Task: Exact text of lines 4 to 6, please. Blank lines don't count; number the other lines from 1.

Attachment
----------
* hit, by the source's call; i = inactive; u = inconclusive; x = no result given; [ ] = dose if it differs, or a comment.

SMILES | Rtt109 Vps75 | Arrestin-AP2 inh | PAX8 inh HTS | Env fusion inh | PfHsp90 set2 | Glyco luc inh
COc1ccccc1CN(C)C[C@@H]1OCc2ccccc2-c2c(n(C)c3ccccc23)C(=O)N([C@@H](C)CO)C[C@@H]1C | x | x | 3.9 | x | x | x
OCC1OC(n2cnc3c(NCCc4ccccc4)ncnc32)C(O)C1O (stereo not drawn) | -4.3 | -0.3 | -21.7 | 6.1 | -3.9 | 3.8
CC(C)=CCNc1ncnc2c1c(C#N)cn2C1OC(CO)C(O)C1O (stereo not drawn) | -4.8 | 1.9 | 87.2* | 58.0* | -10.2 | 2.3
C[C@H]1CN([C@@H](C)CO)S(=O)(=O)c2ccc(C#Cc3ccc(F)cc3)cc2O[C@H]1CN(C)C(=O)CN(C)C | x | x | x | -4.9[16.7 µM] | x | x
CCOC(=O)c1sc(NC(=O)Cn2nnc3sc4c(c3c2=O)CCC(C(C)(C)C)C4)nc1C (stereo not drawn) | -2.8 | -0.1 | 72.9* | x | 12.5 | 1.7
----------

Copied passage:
OCC1OC(n2cnc3c(NCCc4ccccc4)ncnc32)C(O)C1O (stereo not drawn) | -4.3 | -0.3 | -21.7 | 6.1 | -3.9 | 3.8
CC(C)=CCNc1ncnc2c1c(C#N)cn2C1OC(CO)C(O)C1O (stereo not drawn) | -4.8 | 1.9 | 87.2* | 58.0* | -10.2 | 2.3
C[C@H]1CN([C@@H](C)CO)S(=O)(=O)c2ccc(C#Cc3ccc(F)cc3)cc2O[C@H]1CN(C)C(=O)CN(C)C | x | x | x | -4.9[16.7 µM] | x | x